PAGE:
Housing market in Austin could be moving from seller to buyer

Austin’s once red-hot housing market might be cooling off. New real estate projections point to a large shift in the market by next summer.

"We haven't seen this much inventory since 2012," said Ryan Rodenbeck, owner of Spyglass Realty. "Basically, you had buyers under contract for new builds, interest rates went up, and they couldn't qualify, so they had to bail, and a big stock of these properties that were almost ready or ready was put on the market,"

Increasing supply and decreasing demand, due to high prices and rising interest rates, have been swinging the pendulum from a sellers’ market toward more of a buyers’ market, according to Rodenbeck. A buyers’ market - if you can afford it.

According to the Austin Board of Realtors, in October 2021, the median home price in Austin was $455,000. In July 2022 it was $515,000, and in August it was $496,000.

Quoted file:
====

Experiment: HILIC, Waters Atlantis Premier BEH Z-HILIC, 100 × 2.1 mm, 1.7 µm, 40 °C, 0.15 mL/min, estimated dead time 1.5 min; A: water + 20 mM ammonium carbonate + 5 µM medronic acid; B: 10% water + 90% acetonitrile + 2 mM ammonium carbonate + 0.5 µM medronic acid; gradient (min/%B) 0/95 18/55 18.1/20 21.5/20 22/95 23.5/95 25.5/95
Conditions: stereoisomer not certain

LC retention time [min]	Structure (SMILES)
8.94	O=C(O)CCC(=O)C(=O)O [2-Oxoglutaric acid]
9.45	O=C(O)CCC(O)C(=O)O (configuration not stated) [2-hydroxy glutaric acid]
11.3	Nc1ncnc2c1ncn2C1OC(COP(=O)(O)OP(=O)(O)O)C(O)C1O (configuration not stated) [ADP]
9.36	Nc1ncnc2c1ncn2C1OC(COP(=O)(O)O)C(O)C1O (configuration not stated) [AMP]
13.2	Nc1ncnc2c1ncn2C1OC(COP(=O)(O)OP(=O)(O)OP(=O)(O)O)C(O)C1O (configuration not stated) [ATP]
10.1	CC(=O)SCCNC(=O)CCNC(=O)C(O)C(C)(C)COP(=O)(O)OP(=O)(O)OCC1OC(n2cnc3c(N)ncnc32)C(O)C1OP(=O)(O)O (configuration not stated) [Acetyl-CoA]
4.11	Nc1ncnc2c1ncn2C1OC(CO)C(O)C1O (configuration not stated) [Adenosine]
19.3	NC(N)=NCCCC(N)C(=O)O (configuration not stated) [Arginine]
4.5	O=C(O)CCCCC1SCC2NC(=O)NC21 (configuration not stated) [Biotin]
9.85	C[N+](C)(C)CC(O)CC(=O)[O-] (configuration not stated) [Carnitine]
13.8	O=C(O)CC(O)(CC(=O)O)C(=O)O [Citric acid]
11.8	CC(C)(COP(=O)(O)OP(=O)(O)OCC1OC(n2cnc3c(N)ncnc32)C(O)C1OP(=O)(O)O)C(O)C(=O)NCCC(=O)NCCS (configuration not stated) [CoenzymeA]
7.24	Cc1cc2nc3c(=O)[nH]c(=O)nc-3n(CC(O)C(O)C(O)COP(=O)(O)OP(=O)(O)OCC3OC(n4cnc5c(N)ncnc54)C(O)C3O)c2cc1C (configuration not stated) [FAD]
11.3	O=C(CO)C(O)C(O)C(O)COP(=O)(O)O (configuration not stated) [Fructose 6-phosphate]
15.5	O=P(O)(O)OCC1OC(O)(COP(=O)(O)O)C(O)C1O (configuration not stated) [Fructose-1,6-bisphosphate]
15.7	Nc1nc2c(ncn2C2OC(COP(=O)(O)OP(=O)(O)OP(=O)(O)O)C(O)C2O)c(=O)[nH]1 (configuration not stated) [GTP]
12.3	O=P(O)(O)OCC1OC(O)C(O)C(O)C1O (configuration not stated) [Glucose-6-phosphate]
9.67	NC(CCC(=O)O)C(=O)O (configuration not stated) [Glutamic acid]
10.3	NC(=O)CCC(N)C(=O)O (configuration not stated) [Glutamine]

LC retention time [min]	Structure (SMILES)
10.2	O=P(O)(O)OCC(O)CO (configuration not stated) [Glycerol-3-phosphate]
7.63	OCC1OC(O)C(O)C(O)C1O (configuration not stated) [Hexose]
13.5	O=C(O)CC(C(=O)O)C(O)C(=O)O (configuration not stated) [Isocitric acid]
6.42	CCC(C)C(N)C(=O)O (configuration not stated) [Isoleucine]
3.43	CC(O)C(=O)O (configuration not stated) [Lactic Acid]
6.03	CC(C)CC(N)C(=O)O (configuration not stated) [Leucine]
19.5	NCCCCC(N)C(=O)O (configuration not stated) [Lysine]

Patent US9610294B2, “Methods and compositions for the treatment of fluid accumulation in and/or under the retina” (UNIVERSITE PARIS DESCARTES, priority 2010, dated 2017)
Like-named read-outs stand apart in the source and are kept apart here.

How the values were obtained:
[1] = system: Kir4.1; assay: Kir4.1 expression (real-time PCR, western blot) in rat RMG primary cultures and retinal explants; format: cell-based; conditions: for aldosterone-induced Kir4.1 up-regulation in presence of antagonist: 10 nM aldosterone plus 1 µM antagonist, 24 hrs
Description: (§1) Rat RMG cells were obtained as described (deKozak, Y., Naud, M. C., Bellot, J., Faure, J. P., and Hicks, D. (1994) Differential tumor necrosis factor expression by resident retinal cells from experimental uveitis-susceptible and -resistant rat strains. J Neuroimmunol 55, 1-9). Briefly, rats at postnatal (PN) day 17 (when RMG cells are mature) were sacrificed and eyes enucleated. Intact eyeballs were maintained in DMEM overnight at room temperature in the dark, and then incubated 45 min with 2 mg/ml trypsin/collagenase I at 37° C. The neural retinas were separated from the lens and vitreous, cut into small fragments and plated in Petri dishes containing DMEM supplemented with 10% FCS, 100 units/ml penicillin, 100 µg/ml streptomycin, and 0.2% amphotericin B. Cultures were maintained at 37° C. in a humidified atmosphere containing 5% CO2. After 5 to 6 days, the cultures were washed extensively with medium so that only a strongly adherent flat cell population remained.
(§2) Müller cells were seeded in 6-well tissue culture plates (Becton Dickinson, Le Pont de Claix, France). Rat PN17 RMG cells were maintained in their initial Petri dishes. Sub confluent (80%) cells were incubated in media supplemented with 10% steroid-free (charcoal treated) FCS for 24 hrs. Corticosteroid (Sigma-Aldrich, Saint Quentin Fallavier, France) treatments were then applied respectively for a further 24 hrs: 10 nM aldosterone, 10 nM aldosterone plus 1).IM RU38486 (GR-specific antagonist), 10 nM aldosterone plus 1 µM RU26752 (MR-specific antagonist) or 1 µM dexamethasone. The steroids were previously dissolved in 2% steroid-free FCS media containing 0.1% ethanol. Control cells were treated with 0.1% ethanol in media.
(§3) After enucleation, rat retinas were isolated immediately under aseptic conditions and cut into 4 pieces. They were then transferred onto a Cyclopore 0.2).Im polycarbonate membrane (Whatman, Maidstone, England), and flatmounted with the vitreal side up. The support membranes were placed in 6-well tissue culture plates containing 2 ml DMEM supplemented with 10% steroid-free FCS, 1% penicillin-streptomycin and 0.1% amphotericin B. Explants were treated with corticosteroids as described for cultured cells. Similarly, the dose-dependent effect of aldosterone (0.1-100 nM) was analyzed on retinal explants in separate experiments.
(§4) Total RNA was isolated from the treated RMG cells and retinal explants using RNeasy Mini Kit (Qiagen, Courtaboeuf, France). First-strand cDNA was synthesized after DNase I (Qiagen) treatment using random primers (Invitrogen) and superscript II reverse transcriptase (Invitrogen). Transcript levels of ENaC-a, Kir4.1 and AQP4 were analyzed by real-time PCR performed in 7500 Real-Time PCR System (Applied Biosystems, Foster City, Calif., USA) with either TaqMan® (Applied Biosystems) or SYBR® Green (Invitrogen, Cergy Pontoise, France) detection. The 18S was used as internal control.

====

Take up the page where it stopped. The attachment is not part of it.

According to a real estate forecast released by Knock, the median home price in Austin is projected to be close to $595,000 by July 2023.

But within a buyers’ market, those seeking to purchase a home have more negotiation power, and homes may sell lower than the listing price. Over the last couple of years, homebuyers in the Austin area have typically been up against multiple bidders who could be offering more than the listing price.

"I basically put down two offers that got rejected, and my second offer that got rejected someone bought it using cash," said Samantha Kwan, who purchased an Austin condo in July. "There were actually seven other people including myself who bid for it." 

In a recent study conducted by the Consumer Affairs website, 33% of participants said Austin would be the first to experience a housing crash among the 50 most populated cities in the country.


However, Rodenbeck strongly disagreed.

"I think that we're going to see a return to a normal market in spring, and what I mean by that is, a real normal market where we don't have sellers that are putting properties on the market and getting 50 offers," he said. "I would say that this is no time to be panicking."

Adding to the mix, the federal government raised interest rates once again on Wednesday. They are now at the highest level since 2008.